One-way mirrors are synonymous with detective scenes. A criminal sits in a bright, white room with a big mirror on one of the walls, and on the other side cops sit in darkness to observe. That's all well and good, but there are plenty of places where a one-way mirror would creep us out. How can you tell the difference?
How one-way mirrors work
One-way mirrors are basically windows. You know how when you look out of a window in your house you can sometimes see your own reflection overlaid with what you see outside? When it's dark out and you have the lights on, the effect is further exaggerated; you can see more of your reflection and less (or any) of what is outside. If you were to go outside, though, you could easily see inside the house because the lights are on.
One-way mirrors operate on this basic principle. Bringing it back to the police station scenario, the setup is designed to make it really bright "inside the house" - where the criminal is - and really dark "outside the house" - where the cops are sitting. The criminal will only be able to see his own reflection and nothing coming from the other side. From the cops' perspectives, the room they sit in is so dark that they can easily see into the lit room just as if they were looking into a house at night from the outside.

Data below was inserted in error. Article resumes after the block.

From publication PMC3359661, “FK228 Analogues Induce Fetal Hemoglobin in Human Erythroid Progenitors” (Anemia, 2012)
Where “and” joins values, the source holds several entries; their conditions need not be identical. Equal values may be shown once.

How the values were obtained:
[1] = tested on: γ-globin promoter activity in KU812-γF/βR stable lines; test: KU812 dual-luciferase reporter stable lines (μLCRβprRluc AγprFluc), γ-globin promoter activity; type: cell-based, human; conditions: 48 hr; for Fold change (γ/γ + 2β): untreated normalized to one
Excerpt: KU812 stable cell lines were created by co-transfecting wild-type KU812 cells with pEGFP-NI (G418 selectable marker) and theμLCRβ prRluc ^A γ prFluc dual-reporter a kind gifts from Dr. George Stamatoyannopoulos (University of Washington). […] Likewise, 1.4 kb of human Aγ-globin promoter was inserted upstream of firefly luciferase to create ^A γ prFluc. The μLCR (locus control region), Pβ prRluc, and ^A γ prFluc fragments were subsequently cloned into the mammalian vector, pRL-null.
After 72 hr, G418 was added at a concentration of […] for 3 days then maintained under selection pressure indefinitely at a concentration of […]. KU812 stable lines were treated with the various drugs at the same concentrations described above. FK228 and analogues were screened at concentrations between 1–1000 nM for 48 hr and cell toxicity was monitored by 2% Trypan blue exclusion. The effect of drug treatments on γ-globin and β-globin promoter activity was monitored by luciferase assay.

A normal mirror
Normal mirrors use a reflecting surface to bounce incoming light back and do not let any light pass through; this reflecting surface sits on a level below the top layer. Simple enough.
Telling the difference
So let's say you are in a dressing room and paranoia sets in that you are being watched from behind the mirror! Simply place the tip of your finger against the mirror and look at it from the side. With a true mirror, you will see a gap between your finger tip and its reflection. This is because of the gap between the top layer and reflecting layer. However, if you can see the tip of your finger touching its reflection then you should probably pick a different dressing room (and alert the authorities).